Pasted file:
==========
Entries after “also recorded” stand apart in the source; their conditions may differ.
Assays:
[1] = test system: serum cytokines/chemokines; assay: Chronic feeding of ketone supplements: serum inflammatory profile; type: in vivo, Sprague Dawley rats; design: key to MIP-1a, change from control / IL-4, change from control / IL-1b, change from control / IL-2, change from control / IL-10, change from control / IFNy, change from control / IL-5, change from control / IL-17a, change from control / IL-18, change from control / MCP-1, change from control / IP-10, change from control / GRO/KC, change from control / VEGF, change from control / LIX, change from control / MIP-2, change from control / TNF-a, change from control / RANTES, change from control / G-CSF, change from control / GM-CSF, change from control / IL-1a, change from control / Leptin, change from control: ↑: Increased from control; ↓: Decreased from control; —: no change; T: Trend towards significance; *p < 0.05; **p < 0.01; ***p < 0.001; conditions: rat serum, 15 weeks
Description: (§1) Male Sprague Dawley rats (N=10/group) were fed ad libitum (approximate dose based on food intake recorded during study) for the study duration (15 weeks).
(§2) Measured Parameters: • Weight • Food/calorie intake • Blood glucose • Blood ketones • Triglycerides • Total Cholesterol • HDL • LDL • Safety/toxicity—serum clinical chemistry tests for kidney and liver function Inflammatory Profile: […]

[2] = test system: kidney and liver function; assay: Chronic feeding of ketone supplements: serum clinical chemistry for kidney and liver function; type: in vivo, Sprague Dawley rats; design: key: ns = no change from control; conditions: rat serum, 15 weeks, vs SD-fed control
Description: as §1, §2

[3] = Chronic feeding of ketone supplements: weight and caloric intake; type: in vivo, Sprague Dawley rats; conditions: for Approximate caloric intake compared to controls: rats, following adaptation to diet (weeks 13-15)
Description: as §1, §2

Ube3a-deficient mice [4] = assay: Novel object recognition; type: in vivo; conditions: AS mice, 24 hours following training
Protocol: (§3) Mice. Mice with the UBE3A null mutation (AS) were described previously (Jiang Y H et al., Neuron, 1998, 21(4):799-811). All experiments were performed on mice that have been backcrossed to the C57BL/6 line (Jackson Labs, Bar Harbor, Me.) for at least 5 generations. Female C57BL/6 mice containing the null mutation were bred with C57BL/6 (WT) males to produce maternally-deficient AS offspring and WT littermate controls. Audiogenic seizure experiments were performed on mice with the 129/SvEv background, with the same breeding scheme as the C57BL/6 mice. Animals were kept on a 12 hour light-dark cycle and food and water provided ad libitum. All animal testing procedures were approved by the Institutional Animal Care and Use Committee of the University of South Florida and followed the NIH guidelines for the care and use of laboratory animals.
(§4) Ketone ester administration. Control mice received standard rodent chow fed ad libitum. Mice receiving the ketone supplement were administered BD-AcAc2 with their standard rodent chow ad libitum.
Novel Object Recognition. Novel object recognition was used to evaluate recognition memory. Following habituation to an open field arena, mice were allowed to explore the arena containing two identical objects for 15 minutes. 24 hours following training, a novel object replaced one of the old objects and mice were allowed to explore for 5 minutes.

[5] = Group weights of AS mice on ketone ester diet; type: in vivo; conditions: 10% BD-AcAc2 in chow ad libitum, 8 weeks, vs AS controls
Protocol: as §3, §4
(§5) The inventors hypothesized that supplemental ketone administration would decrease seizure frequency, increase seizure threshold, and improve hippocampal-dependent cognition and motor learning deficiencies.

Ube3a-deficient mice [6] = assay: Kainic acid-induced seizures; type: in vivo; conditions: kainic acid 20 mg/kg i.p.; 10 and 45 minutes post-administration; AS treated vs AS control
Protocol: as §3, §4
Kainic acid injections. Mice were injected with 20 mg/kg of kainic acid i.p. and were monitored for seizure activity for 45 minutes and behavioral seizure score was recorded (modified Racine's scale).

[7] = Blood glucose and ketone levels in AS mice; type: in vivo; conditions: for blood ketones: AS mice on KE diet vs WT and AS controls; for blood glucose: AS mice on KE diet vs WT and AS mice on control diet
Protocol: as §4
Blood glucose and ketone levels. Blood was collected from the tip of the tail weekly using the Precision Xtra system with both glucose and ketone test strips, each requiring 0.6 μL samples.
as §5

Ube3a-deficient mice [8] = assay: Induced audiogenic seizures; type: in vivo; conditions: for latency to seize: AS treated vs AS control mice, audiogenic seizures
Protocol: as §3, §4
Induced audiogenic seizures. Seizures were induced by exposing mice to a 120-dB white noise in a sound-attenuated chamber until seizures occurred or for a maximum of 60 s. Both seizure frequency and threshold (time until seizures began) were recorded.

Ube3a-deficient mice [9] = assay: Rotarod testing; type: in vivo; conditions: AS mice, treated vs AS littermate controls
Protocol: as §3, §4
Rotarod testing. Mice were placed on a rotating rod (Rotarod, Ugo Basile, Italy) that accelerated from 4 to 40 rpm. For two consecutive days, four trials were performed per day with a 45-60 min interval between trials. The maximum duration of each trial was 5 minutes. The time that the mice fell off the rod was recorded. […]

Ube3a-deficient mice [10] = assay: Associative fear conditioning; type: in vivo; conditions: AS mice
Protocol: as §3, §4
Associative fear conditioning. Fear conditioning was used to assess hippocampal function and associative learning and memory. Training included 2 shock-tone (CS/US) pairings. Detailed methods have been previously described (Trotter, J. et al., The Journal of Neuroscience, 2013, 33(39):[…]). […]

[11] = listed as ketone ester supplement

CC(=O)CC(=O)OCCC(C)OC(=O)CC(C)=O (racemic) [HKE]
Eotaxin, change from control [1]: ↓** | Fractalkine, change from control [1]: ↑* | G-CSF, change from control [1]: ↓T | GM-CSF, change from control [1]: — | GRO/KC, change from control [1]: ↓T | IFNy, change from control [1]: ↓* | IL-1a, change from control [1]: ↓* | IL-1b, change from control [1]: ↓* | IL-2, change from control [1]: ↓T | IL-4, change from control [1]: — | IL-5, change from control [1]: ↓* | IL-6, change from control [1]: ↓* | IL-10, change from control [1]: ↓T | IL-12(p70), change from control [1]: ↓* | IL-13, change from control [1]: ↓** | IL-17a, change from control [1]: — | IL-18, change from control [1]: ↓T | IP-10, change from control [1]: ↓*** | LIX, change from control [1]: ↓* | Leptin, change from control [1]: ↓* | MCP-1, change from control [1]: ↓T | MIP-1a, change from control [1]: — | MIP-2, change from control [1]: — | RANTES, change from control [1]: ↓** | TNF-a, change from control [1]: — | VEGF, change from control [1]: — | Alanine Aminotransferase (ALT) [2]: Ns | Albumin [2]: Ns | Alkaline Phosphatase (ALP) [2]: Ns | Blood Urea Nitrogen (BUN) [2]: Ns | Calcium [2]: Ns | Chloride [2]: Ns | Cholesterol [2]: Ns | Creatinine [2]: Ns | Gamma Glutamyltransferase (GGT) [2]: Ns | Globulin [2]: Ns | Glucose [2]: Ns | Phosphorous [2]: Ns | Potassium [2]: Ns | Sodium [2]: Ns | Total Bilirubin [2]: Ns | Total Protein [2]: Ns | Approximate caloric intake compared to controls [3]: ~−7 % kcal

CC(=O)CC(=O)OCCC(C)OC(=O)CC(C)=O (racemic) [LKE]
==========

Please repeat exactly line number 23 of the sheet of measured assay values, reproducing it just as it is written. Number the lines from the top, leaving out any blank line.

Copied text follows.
as §5